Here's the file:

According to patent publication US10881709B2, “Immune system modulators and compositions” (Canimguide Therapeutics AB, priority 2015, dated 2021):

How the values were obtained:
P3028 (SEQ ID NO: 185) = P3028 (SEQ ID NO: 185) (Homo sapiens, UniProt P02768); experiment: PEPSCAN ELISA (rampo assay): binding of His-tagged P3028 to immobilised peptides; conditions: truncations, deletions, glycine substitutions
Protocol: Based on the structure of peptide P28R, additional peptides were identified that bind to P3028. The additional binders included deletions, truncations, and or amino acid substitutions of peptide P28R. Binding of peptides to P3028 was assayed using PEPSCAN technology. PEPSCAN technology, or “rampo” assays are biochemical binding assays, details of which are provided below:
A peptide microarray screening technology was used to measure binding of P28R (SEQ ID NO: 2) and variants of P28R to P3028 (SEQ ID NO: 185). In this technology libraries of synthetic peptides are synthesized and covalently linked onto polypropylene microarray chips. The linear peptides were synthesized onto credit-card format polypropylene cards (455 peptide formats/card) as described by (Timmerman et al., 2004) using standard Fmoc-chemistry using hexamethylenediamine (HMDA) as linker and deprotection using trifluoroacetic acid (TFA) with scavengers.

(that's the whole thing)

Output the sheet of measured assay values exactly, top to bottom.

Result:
According to patent publication US10881709B2, “Immune system modulators and compositions” (Canimguide Therapeutics AB, priority 2015, dated 2021):

How the values were obtained:
P3028 (SEQ ID NO: 185) = P3028 (SEQ ID NO: 185) (Homo sapiens, UniProt P02768); experiment: PEPSCAN ELISA (rampo assay): binding of His-tagged P3028 to immobilised peptides; conditions: truncations, deletions, glycine substitutions
Protocol: Based on the structure of peptide P28R, additional peptides were identified that bind to P3028. The additional binders included deletions, truncations, and or amino acid substitutions of peptide P28R. Binding of peptides to P3028 was assayed using PEPSCAN technology. PEPSCAN technology, or “rampo” assays are biochemical binding assays, details of which are provided below:
A peptide microarray screening technology was used to measure binding of P28R (SEQ ID NO: 2) and variants of P28R to P3028 (SEQ ID NO: 185). In this technology libraries of synthetic peptides are synthesized and covalently linked onto polypropylene microarray chips. The linear peptides were synthesized onto credit-card format polypropylene cards (455 peptide formats/card) as described by (Timmerman et al., 2004) using standard Fmoc-chemistry using hexamethylenediamine (HMDA) as linker and deprotection using trifluoroacetic acid (TFA) with scavengers.